Understanding Guilt and Shame
Feelings of guilt and shame sometimes paralyze people. If this is something you’re struggling with you might believe that you’re bad or unloveable. You might isolate yourself because you don’t want to bother others. Or, you might being using alcohol or drugs or other self-destructive actions to punish yourself. Overwhelming shame can be one of the darkest feelings people experience.
Shame often accompanies sadness and anger. It can be a component of mental health diagnoses including Depression, Bipolar Disorder, Anxiety Disorders, Post-traumatic Stress Disorder [PTSD], Obsessive-Compulsive Disorder [OCD], and Dissociative Disorders, including Dissociative Identity Disorder [DID]. Shame can participate in relationship problems, difficulty setting and achieving goals, and general dissatisfaction with one’s life.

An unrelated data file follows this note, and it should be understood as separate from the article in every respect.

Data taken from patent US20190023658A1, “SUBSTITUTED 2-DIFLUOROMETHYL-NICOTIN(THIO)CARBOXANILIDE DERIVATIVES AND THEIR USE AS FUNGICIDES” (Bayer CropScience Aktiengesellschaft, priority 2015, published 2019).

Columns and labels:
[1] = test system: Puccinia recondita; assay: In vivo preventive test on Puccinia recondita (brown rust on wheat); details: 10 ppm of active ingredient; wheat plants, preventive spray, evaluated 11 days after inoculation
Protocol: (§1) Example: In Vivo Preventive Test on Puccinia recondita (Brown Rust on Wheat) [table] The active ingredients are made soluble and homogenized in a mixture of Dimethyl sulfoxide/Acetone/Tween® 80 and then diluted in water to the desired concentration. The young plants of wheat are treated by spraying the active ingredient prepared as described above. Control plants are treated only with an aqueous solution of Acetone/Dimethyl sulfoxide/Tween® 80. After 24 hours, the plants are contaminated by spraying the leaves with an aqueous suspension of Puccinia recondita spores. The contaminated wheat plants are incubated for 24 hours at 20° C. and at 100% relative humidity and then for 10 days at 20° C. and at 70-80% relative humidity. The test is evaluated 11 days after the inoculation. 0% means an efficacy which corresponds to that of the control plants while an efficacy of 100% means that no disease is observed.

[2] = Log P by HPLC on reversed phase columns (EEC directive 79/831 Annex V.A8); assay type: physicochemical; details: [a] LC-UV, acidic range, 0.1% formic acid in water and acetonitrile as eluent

Treating Guilt and Shame
Because shame involves a need to keep something about yourself a secret it can be hard to bring these issues to therapy, but talking about what you’re ashamed of is a powerful way to defuse it. Putting what you’re ashamed of in front of your therapist and experiencing that your therapist still likes you is wonderfully healing. This is the first step in the process when I help people with guilt and shame.
The second step is to sort out what pieces of the shame reflect things that are really true about yourself and need to be cleaned up and which pieces belong to other people and are worth discarding. This is hard work to do, but it is absolutely transformative.